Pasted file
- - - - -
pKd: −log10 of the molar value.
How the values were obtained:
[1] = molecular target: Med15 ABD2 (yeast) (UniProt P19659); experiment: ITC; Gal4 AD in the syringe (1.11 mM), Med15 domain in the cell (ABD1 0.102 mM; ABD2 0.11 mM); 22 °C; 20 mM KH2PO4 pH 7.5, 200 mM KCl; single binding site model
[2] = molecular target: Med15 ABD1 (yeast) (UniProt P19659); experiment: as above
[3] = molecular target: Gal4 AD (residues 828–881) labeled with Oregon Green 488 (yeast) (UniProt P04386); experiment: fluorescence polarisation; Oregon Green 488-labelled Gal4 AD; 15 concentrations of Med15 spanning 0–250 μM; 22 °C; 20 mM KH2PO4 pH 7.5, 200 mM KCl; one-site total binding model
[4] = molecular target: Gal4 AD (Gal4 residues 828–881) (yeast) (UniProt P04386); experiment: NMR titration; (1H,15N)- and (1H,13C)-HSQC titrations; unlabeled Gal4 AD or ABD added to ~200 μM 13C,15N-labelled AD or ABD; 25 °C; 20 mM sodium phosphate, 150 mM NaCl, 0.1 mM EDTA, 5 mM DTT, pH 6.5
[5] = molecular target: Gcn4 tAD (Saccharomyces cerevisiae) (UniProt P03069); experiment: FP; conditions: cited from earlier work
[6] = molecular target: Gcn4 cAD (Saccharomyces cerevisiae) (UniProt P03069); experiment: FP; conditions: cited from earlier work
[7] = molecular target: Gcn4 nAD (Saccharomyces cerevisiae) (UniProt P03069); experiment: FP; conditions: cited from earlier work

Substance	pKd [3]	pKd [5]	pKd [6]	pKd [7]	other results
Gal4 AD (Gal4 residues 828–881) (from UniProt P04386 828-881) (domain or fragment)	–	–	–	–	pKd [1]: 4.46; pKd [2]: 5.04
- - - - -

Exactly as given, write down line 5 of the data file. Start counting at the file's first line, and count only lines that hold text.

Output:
[3] = molecular target: Gal4 AD (residues 828–881) labeled with Oregon Green 488 (yeast) (UniProt P04386); experiment: fluorescence polarisation; Oregon Green 488-labelled Gal4 AD; 15 concentrations of Med15 spanning 0–250 μM; 22 °C; 20 mM KH2PO4 pH 7.5, 200 mM KCl; one-site total binding model